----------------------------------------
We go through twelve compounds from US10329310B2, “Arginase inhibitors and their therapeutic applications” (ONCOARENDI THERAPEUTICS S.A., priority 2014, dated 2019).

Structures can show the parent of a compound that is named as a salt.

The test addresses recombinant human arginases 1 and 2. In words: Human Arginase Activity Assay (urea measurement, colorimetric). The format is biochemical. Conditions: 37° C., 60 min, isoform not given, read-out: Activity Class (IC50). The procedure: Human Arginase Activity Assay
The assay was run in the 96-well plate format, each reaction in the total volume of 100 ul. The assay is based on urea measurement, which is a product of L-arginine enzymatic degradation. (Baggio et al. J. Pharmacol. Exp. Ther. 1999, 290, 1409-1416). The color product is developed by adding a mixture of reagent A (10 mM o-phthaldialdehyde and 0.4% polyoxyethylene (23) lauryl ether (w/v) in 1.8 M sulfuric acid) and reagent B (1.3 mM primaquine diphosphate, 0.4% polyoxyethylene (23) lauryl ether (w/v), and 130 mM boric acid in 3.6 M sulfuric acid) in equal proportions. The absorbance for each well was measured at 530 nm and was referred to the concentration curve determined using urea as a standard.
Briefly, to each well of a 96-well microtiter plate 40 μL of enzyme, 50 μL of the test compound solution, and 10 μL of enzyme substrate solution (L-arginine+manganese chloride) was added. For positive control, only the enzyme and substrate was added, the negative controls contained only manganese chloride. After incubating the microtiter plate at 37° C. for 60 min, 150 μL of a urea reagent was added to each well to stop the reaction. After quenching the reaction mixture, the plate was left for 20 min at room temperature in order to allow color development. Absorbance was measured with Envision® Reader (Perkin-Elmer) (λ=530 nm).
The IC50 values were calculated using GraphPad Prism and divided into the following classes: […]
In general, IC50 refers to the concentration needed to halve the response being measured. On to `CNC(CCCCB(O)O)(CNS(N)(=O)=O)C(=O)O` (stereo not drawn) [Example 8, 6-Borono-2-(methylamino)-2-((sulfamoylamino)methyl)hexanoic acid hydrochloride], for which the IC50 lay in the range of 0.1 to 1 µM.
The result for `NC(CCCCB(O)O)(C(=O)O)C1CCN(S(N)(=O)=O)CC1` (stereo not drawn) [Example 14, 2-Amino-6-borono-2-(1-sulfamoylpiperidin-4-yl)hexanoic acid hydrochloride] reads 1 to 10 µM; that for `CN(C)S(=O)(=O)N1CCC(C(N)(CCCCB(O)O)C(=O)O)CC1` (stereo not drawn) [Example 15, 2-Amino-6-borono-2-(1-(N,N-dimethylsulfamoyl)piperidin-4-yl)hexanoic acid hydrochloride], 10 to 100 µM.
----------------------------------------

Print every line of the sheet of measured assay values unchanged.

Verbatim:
We go through twelve compounds from US10329310B2, “Arginase inhibitors and their therapeutic applications” (ONCOARENDI THERAPEUTICS S.A., priority 2014, dated 2019).

Structures can show the parent of a compound that is named as a salt.

The test addresses recombinant human arginases 1 and 2. In words: Human Arginase Activity Assay (urea measurement, colorimetric). The format is biochemical. Conditions: 37° C., 60 min, isoform not given, read-out: Activity Class (IC50). The procedure: Human Arginase Activity Assay
The assay was run in the 96-well plate format, each reaction in the total volume of 100 ul. The assay is based on urea measurement, which is a product of L-arginine enzymatic degradation. (Baggio et al. J. Pharmacol. Exp. Ther. 1999, 290, 1409-1416). The color product is developed by adding a mixture of reagent A (10 mM o-phthaldialdehyde and 0.4% polyoxyethylene (23) lauryl ether (w/v) in 1.8 M sulfuric acid) and reagent B (1.3 mM primaquine diphosphate, 0.4% polyoxyethylene (23) lauryl ether (w/v), and 130 mM boric acid in 3.6 M sulfuric acid) in equal proportions. The absorbance for each well was measured at 530 nm and was referred to the concentration curve determined using urea as a standard.
Briefly, to each well of a 96-well microtiter plate 40 μL of enzyme, 50 μL of the test compound solution, and 10 μL of enzyme substrate solution (L-arginine+manganese chloride) was added. For positive control, only the enzyme and substrate was added, the negative controls contained only manganese chloride. After incubating the microtiter plate at 37° C. for 60 min, 150 μL of a urea reagent was added to each well to stop the reaction. After quenching the reaction mixture, the plate was left for 20 min at room temperature in order to allow color development. Absorbance was measured with Envision® Reader (Perkin-Elmer) (λ=530 nm).
The IC50 values were calculated using GraphPad Prism and divided into the following classes: […]
In general, IC50 refers to the concentration needed to halve the response being measured. On to `CNC(CCCCB(O)O)(CNS(N)(=O)=O)C(=O)O` (stereo not drawn) [Example 8, 6-Borono-2-(methylamino)-2-((sulfamoylamino)methyl)hexanoic acid hydrochloride], for which the IC50 lay in the range of 0.1 to 1 µM.
The result for `NC(CCCCB(O)O)(C(=O)O)C1CCN(S(N)(=O)=O)CC1` (stereo not drawn) [Example 14, 2-Amino-6-borono-2-(1-sulfamoylpiperidin-4-yl)hexanoic acid hydrochloride] reads 1 to 10 µM; that for `CN(C)S(=O)(=O)N1CCC(C(N)(CCCCB(O)O)C(=O)O)CC1` (stereo not drawn) [Example 15, 2-Amino-6-borono-2-(1-(N,N-dimethylsulfamoyl)piperidin-4-yl)hexanoic acid hydrochloride], 10 to 100 µM.